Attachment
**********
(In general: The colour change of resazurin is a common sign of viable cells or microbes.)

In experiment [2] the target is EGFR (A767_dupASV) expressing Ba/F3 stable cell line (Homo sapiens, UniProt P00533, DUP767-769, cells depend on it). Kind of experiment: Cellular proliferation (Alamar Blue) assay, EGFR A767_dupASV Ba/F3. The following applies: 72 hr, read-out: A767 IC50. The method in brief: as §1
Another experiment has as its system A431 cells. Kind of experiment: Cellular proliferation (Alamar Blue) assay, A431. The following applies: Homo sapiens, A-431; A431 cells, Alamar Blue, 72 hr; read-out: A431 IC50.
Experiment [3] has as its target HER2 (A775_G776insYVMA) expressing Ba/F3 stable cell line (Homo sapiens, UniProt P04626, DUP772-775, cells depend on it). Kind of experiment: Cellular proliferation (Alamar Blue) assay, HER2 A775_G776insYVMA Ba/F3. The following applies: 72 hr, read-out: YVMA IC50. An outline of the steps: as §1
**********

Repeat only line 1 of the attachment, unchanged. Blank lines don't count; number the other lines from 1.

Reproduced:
(In general: The colour change of resazurin is a common sign of viable cells or microbes.)